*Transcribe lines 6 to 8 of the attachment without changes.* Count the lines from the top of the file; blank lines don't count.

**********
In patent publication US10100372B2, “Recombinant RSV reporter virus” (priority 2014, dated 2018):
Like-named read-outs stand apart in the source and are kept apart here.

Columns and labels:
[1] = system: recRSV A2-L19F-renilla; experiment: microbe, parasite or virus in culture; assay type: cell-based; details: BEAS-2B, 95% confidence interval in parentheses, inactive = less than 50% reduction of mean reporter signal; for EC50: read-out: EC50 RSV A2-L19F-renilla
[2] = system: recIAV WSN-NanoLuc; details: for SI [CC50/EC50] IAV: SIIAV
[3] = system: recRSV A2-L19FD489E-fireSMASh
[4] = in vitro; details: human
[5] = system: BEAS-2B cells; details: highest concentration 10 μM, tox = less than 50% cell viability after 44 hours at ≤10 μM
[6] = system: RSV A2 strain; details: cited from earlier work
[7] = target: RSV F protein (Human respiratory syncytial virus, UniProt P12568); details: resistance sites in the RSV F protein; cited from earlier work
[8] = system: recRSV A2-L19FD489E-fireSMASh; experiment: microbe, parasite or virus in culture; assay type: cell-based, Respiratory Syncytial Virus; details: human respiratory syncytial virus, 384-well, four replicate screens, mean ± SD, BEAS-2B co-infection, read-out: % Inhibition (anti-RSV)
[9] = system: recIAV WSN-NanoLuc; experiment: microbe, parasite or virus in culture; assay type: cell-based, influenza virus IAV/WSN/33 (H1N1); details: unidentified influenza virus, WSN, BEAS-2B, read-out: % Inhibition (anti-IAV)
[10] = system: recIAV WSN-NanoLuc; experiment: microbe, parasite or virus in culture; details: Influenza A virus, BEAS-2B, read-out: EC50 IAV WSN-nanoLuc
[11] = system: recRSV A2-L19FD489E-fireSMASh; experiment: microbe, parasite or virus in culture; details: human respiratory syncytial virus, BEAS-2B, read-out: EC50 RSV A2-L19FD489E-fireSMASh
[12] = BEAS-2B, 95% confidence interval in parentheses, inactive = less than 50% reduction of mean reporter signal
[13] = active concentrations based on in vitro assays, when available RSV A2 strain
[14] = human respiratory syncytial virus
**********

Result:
[3] = system: recRSV A2-L19FD489E-fireSMASh
[4] = in vitro; details: human
[5] = system: BEAS-2B cells; details: highest concentration 10 μM, tox = less than 50% cell viability after 44 hours at ≤10 μM